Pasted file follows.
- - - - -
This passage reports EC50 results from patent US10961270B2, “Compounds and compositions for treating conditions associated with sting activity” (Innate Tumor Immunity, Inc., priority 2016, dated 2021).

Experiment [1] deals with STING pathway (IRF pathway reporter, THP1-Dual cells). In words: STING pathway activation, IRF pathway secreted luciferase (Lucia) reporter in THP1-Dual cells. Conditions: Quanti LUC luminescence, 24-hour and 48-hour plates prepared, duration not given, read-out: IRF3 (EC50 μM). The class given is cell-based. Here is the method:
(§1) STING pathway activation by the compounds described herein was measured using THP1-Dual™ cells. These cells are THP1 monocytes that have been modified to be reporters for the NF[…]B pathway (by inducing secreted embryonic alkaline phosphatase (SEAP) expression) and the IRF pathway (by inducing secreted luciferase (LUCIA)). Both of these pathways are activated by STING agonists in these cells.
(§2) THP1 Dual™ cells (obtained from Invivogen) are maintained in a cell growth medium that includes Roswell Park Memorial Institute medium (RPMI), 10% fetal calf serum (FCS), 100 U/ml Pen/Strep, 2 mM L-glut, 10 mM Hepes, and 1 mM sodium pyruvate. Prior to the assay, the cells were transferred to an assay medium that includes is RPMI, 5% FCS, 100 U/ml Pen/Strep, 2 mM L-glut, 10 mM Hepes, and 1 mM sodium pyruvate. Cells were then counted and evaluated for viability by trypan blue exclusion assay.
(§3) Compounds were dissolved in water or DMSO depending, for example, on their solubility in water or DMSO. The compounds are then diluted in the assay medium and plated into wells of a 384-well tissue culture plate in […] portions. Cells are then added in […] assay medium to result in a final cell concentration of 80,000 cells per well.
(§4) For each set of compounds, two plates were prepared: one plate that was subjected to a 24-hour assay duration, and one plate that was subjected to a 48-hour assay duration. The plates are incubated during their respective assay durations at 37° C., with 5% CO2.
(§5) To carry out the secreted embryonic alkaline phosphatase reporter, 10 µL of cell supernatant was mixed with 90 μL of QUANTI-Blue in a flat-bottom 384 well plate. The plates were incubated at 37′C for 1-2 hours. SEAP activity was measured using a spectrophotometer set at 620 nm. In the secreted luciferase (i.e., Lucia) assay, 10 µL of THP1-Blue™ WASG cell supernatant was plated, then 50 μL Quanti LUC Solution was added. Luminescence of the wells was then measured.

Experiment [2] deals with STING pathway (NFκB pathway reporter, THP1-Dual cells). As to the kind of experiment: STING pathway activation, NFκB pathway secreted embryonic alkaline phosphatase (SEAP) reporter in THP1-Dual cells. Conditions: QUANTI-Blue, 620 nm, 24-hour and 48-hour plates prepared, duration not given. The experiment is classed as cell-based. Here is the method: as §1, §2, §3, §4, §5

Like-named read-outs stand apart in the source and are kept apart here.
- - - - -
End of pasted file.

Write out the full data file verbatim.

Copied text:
This passage reports EC50 results from patent US10961270B2, “Compounds and compositions for treating conditions associated with sting activity” (Innate Tumor Immunity, Inc., priority 2016, dated 2021).

Experiment [1] deals with STING pathway (IRF pathway reporter, THP1-Dual cells). In words: STING pathway activation, IRF pathway secreted luciferase (Lucia) reporter in THP1-Dual cells. Conditions: Quanti LUC luminescence, 24-hour and 48-hour plates prepared, duration not given, read-out: IRF3 (EC50 μM). The class given is cell-based. Here is the method:
(§1) STING pathway activation by the compounds described herein was measured using THP1-Dual™ cells. These cells are THP1 monocytes that have been modified to be reporters for the NF[…]B pathway (by inducing secreted embryonic alkaline phosphatase (SEAP) expression) and the IRF pathway (by inducing secreted luciferase (LUCIA)). Both of these pathways are activated by STING agonists in these cells.
(§2) THP1 Dual™ cells (obtained from Invivogen) are maintained in a cell growth medium that includes Roswell Park Memorial Institute medium (RPMI), 10% fetal calf serum (FCS), 100 U/ml Pen/Strep, 2 mM L-glut, 10 mM Hepes, and 1 mM sodium pyruvate. Prior to the assay, the cells were transferred to an assay medium that includes is RPMI, 5% FCS, 100 U/ml Pen/Strep, 2 mM L-glut, 10 mM Hepes, and 1 mM sodium pyruvate. Cells were then counted and evaluated for viability by trypan blue exclusion assay.
(§3) Compounds were dissolved in water or DMSO depending, for example, on their solubility in water or DMSO. The compounds are then diluted in the assay medium and plated into wells of a 384-well tissue culture plate in […] portions. Cells are then added in […] assay medium to result in a final cell concentration of 80,000 cells per well.
(§4) For each set of compounds, two plates were prepared: one plate that was subjected to a 24-hour assay duration, and one plate that was subjected to a 48-hour assay duration. The plates are incubated during their respective assay durations at 37° C., with 5% CO2.
(§5) To carry out the secreted embryonic alkaline phosphatase reporter, 10 µL of cell supernatant was mixed with 90 μL of QUANTI-Blue in a flat-bottom 384 well plate. The plates were incubated at 37′C for 1-2 hours. SEAP activity was measured using a spectrophotometer set at 620 nm. In the secreted luciferase (i.e., Lucia) assay, 10 µL of THP1-Blue™ WASG cell supernatant was plated, then 50 μL Quanti LUC Solution was added. Luminescence of the wells was then measured.

Experiment [2] deals with STING pathway (NFκB pathway reporter, THP1-Dual cells). As to the kind of experiment: STING pathway activation, NFκB pathway secreted embryonic alkaline phosphatase (SEAP) reporter in THP1-Dual cells. Conditions: QUANTI-Blue, 620 nm, 24-hour and 48-hour plates prepared, duration not given. The experiment is classed as cell-based. Here is the method: as §1, §2, §3, §4, §5

Like-named read-outs stand apart in the source and are kept apart here.